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November 2016

Issue Number: 243

Mackintosh-style Occasional Table

November 2016 Page: 26

This table is an interpretation of one Charles Rennie Mackintosh designed for Hill House in Helensburgh, Scotland, ca. 1904. Though not as well known in America as Stickley or Roycroft, Mackintosh (1868-1928) was an important figure in the European Arts & Crafts movement. His work encompassed both architecture and furniture. The through-mortises and crisp, square cutouts may look diffiult, but they really are quite easy. The secret to success is in a careful glue-up.

Plan is available in the WOOD Store

Wood Store

Mackintosh-style Occasional Table Woodworking Plan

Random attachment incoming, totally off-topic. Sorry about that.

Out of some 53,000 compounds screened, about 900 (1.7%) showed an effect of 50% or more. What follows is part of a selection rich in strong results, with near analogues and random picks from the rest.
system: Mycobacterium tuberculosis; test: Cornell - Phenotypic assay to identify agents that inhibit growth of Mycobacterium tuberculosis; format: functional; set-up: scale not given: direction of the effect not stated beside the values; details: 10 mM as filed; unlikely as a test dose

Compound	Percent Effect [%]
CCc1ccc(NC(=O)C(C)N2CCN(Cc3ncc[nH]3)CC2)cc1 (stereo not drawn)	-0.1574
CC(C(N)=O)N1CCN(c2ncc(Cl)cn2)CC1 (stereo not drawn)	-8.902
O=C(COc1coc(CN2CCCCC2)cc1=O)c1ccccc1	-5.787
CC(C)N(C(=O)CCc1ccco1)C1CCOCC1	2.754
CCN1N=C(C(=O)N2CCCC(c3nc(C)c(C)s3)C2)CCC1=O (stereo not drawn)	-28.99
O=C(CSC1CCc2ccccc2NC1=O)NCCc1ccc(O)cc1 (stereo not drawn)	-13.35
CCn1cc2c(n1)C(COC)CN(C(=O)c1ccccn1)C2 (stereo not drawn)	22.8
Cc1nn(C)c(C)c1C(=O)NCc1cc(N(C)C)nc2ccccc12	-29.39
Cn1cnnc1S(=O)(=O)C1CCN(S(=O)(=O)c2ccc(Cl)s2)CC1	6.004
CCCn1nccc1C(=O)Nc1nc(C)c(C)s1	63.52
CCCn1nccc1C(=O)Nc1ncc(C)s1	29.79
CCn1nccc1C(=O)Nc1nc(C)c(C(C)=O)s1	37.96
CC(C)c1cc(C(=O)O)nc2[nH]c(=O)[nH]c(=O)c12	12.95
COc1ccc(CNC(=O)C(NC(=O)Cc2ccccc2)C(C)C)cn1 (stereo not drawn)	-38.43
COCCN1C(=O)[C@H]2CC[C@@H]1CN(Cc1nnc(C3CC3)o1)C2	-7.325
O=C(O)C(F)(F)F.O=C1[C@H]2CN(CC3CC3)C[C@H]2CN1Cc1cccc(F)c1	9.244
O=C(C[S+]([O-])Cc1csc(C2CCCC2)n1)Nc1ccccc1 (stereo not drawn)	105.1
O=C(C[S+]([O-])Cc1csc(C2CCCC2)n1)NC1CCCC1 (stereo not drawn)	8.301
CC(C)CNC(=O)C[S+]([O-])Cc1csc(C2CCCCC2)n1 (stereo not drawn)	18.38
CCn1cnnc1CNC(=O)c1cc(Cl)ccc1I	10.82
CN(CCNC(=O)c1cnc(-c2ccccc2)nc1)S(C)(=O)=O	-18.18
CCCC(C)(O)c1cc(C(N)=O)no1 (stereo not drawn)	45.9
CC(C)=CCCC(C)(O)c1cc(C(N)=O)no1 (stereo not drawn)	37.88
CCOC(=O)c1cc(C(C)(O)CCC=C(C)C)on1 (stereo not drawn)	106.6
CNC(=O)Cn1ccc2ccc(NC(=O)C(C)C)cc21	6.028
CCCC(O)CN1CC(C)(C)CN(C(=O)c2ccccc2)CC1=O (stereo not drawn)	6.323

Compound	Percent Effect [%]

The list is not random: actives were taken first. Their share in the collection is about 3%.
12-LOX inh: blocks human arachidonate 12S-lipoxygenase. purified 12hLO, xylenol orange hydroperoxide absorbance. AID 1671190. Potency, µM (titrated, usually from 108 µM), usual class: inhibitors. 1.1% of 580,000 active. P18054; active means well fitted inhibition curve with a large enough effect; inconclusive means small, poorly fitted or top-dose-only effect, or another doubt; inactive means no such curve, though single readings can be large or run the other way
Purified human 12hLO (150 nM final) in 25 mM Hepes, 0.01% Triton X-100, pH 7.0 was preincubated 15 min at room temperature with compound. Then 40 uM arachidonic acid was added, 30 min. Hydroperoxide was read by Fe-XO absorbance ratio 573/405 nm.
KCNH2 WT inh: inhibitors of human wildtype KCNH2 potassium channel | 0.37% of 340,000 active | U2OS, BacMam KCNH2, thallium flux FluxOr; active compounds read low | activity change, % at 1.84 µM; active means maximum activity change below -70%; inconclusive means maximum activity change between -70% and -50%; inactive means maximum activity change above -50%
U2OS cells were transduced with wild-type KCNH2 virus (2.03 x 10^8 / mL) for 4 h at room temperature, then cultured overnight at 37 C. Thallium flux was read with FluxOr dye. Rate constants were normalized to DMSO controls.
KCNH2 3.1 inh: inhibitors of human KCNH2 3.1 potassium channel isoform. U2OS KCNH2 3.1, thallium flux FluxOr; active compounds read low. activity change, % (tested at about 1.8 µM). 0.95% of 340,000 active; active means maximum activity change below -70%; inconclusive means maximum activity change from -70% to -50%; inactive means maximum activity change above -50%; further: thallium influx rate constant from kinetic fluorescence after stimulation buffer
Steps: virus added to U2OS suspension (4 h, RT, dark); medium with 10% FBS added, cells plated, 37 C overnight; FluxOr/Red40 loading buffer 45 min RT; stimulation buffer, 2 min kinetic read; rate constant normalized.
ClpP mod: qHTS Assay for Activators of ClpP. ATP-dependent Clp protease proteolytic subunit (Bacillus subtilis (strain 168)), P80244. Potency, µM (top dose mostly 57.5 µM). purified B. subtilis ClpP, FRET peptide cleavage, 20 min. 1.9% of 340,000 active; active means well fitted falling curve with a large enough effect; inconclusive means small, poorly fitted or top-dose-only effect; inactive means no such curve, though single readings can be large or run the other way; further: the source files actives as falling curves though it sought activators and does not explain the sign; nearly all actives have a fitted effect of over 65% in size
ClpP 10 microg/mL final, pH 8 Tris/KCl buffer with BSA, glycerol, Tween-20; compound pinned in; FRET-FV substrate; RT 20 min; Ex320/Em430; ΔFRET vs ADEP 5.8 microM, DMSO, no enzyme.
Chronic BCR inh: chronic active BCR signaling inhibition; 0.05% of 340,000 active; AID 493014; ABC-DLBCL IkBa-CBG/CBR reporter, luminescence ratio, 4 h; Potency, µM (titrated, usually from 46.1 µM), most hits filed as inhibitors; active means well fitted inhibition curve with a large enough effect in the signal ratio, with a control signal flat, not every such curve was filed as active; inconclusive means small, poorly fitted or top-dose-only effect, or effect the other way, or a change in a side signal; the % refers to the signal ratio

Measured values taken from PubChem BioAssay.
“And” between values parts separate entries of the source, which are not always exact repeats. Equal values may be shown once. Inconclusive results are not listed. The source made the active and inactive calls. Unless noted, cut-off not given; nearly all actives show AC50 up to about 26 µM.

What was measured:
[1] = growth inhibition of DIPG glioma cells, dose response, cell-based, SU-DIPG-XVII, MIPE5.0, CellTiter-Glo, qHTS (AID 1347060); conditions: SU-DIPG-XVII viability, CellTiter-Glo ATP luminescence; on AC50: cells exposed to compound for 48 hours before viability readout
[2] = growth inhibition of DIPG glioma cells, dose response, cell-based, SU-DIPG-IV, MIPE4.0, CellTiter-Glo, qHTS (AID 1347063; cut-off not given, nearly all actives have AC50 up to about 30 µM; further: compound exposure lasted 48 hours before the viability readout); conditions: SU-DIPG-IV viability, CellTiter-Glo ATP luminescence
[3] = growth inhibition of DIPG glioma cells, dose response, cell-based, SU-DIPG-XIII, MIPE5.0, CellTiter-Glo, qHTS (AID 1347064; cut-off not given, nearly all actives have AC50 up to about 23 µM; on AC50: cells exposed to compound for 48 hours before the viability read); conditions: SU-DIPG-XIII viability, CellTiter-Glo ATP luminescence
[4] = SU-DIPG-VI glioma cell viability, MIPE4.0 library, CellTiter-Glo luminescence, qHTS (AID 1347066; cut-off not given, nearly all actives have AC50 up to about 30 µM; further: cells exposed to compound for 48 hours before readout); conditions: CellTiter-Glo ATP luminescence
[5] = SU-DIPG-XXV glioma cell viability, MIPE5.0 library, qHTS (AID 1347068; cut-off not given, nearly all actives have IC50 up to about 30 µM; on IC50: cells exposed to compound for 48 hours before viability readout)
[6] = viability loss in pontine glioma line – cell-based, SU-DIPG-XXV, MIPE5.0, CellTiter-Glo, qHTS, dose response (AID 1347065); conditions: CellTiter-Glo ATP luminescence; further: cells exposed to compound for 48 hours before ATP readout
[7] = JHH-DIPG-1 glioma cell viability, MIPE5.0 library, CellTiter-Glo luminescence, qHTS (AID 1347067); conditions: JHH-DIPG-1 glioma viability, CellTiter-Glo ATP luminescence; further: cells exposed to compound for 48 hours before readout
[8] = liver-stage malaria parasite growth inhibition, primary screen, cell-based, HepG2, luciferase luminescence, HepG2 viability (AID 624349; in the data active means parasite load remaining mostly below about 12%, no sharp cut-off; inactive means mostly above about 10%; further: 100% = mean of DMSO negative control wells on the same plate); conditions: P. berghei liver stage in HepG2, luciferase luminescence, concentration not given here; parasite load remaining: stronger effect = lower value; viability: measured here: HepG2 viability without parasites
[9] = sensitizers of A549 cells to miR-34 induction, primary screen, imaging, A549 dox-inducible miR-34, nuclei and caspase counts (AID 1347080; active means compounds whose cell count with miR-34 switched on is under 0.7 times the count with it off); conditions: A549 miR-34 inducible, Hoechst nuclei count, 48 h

This table is an interpretation of one Charles Rennie Mackintosh designed for Hill House in Helensburgh, Scotland, ca. 1904. Though not as well known in America as Stickley or Roycroft, Mackintosh (1868-1928) was an important figure in the European Arts & Crafts movement. His work encompassed both architecture and furniture. The through-mortises and crisp, square cutouts may look diffiult, but they really are quite easy. The secret to success is in a careful glue-up.

Featured in
WOOD Issue 243, November 2016

10.11.2016 | Wood Product
Wood Store

Zigzag Box Woodworking Plan

For visual impact, it's hard to beat this box. A perpetual pattern tracing around all sides fascinates the eye. Alternating shades of cherry and walnut create the illusion of corners extending toward and away from you. Quilted mapleäóîif you can obtain someäóîenhances the effect. Lift the lid, and you'll find the pattern inside the box, too. Even with all these angles, you'll enjoy straightforward construction.

Featured in
WOOD Issue 243, November 2016

10.11.2016 | Wood Product

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